What was life before we had emojis? From flirting with your online crush to making your girl squad laugh over group text, the emotional faces have totally become a legit way to communicate without ever having to use words. There’s even a World Emoji Day! A new building in the Netherlands just cemented their pop-culture status even further by decorating a brand new building with concrete emojis. Scroll through pictures of the whimsical emoji-face design below and just try not to smile back.

An ultra-current twist on classical architecture, architect Changiz Tehrani told The Verge why he used 22 emojis as decoration on the Dutch building. “In classical architecture they used heads of the king or whatever, and they put that on the facade,” he explains. “So we were thinking, what can we use as an ornament so when you look at this building in 10 or 20 years you can say ‘hey this is from that year!’” Seems spot on to us.

To achieve the look, Tehrani’s architecture firm first chose the most recognizable OG emoji faces. Using emoji templates from WhatsApp, the team turned the designs into 3D models before casting them into long-lasting concrete versions. The emojis fit surprisingly well into the front part of the building design. You might not even notice that they’re more than decorative circles while walking past.

Each face marks the intersection of the building grid where brick and beams collide, its expression tailored to the activities that take place inside the walls. Since the new building is home to shops, flats, and a theater, school, and library, the emojis are a clever nod to the people who spend time inside during the day.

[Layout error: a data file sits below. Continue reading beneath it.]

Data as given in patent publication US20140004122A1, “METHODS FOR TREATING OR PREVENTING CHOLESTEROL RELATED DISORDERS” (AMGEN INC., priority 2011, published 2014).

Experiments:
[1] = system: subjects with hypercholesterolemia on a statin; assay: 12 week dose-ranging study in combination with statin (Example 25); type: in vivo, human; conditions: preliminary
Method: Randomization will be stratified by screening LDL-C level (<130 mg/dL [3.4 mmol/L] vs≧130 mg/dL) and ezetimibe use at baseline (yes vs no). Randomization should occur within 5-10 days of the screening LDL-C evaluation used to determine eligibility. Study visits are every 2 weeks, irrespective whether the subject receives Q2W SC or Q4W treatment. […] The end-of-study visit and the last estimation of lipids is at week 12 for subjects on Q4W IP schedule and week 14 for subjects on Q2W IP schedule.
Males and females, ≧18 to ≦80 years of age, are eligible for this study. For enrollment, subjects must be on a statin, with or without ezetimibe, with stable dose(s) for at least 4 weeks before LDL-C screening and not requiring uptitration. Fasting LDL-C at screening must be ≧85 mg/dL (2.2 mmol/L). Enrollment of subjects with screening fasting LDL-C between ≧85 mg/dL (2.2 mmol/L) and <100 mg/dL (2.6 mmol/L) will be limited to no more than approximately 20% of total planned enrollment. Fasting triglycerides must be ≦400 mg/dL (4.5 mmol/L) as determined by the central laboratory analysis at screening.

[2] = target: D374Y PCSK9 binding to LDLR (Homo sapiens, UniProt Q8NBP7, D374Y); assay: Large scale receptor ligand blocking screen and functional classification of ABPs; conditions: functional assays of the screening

Tehrani shared that students seem to especially love the placement of faces, showing them off with photos and social media posts. While older people might not get it, Tehrani thinks that anyone with a smartphone will recognize the contemporary touch — something he hopes will add an element of fun, even if people stop using emojis altogether someday. “If you look at history, people always think ‘Oh this is timeless,’ or ‘This will stay forever,’ and they’re always wrong,” he told The Verge. “Maybe we won’t use emojis in 10 years — that’s fine. It’s still from our time.” The cool design might not be classic, but we’re going heart-eyed over it.

What do you think about using emojis in building or interior design? Tweet us your thoughts @BritandCo!

(h/t The Verge, photos via Attika Architekten, Bart van Hoek)